Linux - HardwareThis forum is for Hardware issues.
Having trouble installing a piece of hardware? Want to know if that peripheral is compatible with Linux?
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The speed indicated is the speed per core.... each core can work at the indicated speed.
Theoretically if both the cores were to work together at full speed you could get an overall speed of indicated speed X 2
Linux can work on any processor without any problems.... well the quad core AMD with 2.0 Ghz would be cool!!!
I should be install the 64bit version of Ubuntu Desktop on this
AMD Phenom X4 9350E 2.0GHz, 4x512K L2, 2M L3, 4-core, Socket AM2+ (65W), 65nm
Well that depends on what you want to do. Yes, the 64 bit version would run admirably on that hardware, but sometimes it pays to run the 32 bit equivalent, especially if having fuss free Flash playback and all that frillyness is important.
I know that there are 64 bit solutions (namely wrappers) to these issues, but these strike me as kludges more than anything.
In any event, the question "what should I install" must by necessity invite the answer "what do I want to do".
Will there be a "great" difference in performance installing a 64-bit??
I dont really think so... i mean there might be some improvement in performance but i dont think its worth all the software compatibility problems....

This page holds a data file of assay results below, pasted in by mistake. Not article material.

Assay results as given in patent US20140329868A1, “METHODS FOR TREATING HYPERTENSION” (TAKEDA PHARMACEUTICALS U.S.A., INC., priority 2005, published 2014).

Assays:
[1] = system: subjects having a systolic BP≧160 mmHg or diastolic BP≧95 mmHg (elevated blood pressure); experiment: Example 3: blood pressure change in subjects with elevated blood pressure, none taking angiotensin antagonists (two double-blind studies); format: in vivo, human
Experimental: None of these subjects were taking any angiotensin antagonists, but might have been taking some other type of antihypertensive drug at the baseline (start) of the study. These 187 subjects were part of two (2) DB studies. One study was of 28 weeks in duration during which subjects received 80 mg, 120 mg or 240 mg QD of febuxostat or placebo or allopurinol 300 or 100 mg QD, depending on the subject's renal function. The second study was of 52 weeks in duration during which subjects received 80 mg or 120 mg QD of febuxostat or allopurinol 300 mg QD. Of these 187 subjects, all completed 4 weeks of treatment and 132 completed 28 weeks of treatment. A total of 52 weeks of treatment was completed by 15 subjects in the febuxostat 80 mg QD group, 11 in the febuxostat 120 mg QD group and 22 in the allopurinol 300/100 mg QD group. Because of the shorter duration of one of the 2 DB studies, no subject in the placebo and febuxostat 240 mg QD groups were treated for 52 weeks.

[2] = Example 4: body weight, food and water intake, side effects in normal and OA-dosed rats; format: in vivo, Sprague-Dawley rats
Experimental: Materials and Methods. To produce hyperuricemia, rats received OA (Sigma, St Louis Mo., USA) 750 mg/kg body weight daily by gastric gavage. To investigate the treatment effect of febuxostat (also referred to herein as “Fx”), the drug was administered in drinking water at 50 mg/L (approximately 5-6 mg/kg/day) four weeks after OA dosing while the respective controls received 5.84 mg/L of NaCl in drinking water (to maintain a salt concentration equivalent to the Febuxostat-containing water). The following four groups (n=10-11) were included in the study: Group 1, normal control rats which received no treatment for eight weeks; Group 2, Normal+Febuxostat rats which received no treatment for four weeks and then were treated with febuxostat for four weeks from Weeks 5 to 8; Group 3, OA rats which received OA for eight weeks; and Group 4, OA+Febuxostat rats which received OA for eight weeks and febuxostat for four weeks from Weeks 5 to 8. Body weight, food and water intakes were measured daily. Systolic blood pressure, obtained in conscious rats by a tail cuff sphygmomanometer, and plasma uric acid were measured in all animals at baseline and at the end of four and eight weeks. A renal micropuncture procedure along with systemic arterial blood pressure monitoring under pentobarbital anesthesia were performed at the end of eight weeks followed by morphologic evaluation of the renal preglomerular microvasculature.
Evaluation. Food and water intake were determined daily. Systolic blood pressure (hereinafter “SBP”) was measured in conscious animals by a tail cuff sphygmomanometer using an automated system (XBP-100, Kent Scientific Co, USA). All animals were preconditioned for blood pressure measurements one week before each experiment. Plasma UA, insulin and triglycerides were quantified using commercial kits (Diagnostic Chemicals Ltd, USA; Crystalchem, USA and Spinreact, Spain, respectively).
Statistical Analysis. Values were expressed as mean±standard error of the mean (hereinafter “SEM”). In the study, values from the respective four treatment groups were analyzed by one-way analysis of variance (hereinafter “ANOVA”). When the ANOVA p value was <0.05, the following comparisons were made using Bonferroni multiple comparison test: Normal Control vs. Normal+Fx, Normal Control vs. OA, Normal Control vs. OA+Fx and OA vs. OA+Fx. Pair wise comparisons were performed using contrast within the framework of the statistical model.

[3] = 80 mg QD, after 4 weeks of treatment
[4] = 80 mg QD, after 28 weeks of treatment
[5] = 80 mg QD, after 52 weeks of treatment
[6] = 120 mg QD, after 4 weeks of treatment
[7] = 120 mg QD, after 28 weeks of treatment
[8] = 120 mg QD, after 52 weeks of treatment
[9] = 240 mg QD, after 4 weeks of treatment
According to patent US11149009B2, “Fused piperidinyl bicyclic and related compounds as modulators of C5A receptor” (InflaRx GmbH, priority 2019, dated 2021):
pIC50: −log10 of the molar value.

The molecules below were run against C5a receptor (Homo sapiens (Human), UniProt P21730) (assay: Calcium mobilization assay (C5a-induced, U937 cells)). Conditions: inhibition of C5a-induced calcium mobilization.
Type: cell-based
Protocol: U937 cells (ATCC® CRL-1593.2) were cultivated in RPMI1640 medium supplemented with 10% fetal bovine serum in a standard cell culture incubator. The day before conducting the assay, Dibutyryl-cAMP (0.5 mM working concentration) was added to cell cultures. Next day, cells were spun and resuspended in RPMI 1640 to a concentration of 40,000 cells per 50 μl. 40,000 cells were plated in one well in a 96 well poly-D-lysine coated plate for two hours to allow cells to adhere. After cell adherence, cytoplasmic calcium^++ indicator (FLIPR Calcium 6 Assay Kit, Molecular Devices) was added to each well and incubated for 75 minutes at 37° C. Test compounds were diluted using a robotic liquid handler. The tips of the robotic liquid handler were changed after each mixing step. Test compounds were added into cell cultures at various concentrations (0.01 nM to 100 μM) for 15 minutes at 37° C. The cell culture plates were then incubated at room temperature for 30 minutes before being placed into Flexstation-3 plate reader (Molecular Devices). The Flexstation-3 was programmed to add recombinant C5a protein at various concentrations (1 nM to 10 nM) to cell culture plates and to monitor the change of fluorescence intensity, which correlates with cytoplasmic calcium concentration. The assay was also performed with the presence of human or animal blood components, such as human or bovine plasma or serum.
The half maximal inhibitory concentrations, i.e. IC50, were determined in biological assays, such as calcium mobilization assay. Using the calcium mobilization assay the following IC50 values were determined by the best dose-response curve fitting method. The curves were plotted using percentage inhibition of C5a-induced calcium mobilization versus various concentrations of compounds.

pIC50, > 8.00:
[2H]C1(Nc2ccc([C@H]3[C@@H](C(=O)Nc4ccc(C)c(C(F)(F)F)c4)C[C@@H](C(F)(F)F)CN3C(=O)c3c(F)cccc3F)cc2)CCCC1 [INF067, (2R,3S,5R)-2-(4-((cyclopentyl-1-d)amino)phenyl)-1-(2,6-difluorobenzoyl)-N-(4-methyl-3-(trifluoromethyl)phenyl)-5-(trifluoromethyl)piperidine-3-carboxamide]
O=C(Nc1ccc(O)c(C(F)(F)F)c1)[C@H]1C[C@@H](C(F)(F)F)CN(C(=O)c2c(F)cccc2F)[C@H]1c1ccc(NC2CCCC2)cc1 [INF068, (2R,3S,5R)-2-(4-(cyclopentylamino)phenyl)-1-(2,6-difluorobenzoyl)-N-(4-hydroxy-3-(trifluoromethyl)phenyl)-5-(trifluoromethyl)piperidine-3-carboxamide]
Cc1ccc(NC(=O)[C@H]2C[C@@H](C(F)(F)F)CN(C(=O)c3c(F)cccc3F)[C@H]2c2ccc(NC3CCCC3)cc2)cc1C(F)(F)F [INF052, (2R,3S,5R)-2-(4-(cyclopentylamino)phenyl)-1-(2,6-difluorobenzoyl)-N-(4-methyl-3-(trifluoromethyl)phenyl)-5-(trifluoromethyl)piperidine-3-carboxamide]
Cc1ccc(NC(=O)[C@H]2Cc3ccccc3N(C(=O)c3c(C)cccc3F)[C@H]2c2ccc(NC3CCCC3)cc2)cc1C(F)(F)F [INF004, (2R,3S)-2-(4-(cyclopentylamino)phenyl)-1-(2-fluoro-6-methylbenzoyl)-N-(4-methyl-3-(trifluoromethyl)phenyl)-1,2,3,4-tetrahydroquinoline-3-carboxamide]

In current version there are essentially no issues with 64bit that are not in 32bit versions as well. Even with Flash using the wrapper is not a real issue. Wether or not you see any speed difference will depend on what you are going to do with the machine. Doing things like converting videos you will see (roughly) a 30% reduction in the time it takes to convert a video. Running things like FF or OO the difference will be so small you probably will not notice it.
Memory is another issue. If you are going to have more than 3gb of ram, then run 64bit. With more than 3gb of ram the 32bit versions will not be able to see all the memory unless you run a PAE type kernel, which in most cases will have a price that will be paid in performance. Conversely if you have 1gb(or less) of ram stick with 32bit, the base 64bit system tends to take a little more ram.
Since VMs are all about ram, I would use the 64bit version of your distro.
I believe a non-PAE kernel (32-bit) can address up to 4GB less the 512MB setup for the BIOS, device space. If you want the full or above then you must compile a custom kernel for the 'Physical Address Extension' (PAE). Your processor must support PAE which is a Intel Pentium Pro or later processor.